It offers a corn maze, pumpkin picking, and hayrides, but Milky Way Farm at heart is a dairy business that's been run by the Matthews family for more than a century. Lately it hasn't been easy. Wholesale milk prices continue to fall; expenses continue to rise. The Matthews have had to sell a few of their cows. In short, the 103-acre farm in Chester Springs, Chester County, has a lot in common with other dairy farms across the country. "We can't just be dairy farms anymore," said Carolyn Eaglehouse, 47, whose father and stepmother, Sam and Melba Matthews, own Milky Way. Eaglehouse helps run the farm with her sister and brother and their families.
REAL_ESTATE
May 26, 1996 | By Susan Weidener, FOR THE INQUIRER
Matthews Meadows, West Vincent Twp., Chester County On a former dairy farm in a township where suburban-style subdivisions were all but nonexistent five years ago, the crop of choice these days is homes that sell for upwards of $300,000. Matthews Meadows is the subdivision, its 45 single-family homes located at the southern end of rural West Vincent Township in northern Chester County. According to township secretary Kay Segner, Matthews Meadows is one of three developments now in the works in this 17.9-square-mile municipality.
NEWS
August 8, 1997 | By Susan Weidener, INQUIRER CORRESPONDENT
Both the township and the Great Valley School District have made formal offers to buy portions of Brightside Farm, the last working dairy farm here. While the school district is hoping its offer will be accepted, the proposed purchase has again highlighted political infighting among township Republicans, who are debating the merits of buying the farm. The school district wants to buy 55 acres of the farm, located on rolling countryside at Yellow Springs and Hollow Roads, about a mile from the Route 202 high-tech corridor.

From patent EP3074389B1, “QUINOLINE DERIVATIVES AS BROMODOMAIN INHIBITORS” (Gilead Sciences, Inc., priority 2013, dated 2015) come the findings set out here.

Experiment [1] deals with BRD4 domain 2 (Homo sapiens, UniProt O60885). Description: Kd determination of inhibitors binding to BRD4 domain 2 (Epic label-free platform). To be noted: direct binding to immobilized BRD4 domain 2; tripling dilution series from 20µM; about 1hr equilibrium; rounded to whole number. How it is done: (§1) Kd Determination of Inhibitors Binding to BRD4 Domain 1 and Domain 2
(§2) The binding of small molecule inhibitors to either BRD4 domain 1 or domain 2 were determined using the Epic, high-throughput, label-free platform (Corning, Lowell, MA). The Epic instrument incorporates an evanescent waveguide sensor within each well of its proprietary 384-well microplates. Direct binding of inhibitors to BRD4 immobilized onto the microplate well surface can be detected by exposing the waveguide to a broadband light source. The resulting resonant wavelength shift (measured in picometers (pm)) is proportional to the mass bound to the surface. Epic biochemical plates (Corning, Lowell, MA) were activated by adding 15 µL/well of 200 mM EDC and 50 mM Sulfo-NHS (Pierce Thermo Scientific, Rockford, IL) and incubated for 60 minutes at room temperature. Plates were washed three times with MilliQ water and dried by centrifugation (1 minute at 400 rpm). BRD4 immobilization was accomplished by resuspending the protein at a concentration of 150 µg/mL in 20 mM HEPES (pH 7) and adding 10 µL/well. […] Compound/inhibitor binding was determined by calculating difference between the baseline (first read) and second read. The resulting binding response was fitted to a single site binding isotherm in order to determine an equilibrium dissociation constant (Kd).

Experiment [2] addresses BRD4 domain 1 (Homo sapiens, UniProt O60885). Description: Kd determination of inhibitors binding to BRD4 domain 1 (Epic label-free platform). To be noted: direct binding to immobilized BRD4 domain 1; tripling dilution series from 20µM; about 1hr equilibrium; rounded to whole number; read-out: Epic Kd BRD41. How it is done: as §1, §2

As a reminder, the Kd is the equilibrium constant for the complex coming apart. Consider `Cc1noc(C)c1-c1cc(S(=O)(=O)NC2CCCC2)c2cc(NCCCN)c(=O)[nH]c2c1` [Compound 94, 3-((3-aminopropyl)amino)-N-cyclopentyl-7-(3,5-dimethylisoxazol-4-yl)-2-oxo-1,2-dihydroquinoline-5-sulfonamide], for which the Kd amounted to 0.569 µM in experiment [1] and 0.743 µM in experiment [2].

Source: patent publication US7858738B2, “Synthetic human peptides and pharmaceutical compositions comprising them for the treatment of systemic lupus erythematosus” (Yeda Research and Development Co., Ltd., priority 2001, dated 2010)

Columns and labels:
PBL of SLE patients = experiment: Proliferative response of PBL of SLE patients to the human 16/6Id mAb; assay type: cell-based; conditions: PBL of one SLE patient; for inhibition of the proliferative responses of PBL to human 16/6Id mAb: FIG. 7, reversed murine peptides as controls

NEWS
November 25, 1997 | By Susan Weidener, INQUIRER CORRESPONDENT
The sale of a township landmark, the 130-acre Pyle farm on Yellow Springs and Hollow Roads, became final yesterday, with the property to be divided between the township, the school district and a developer. It was the township's last working dairy farm. Charlestown Township purchased 20 acres of the farm for recreational use and open space, while the Great Valley School District bought 55 acres for athletic fields. John Panizza, a local developer, has presented plans to the township Planning Commission to build about 40 single-family homes on 94 acres - 47 acres of the Pyle farm and 47 acres of a neighboring farm.
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ARTICLES BY DATE
FOOD
August 19, 2016 | By Samantha Melamed, Staff Writer
On a recent morning at Lundale Farm, a 520-acre spread in Chester County, Kim Albano of Ironstone Creamery was on her way to feed her pigs while, in the next field over, Emma Cunniff and Noah Cohen of Kneehigh Farm were dropping scallion and lettuce starts into soil freshly tilled into tidy rows. Cattle from Wyebrook Farm grazed on a hillside, beehives were stacked like condos near a strip of woodland, and, in a greenhouse, flats of True Leaf Microgreens' miniature basil, sorrel, and cilantro made a green patchwork, like an aerial view of the farmland that once dominated this region.
NEWS
October 14, 2015 | By Michaelle Bond, Inquirer Staff Writer
It offers a corn maze, pumpkin picking, and hayrides, but Milky Way Farm at heart is a dairy business that's been run by the Matthews family for more than a century. Lately it hasn't been easy. Wholesale milk prices continue to fall; expenses continue to rise. The Matthews have had to sell a few of their cows. In short, the 103-acre farm in Chester Springs, Chester County, has a lot in common with other dairy farms across the country. "We can't just be dairy farms anymore," said Carolyn Eaglehouse, 47, whose father and stepmother, Sam and Melba Matthews, own Milky Way. Eaglehouse helps run the farm with her sister and brother and their families.
NEWS
July 5, 2014 | By Mari A. Schaefer, Inquirer Staff Writer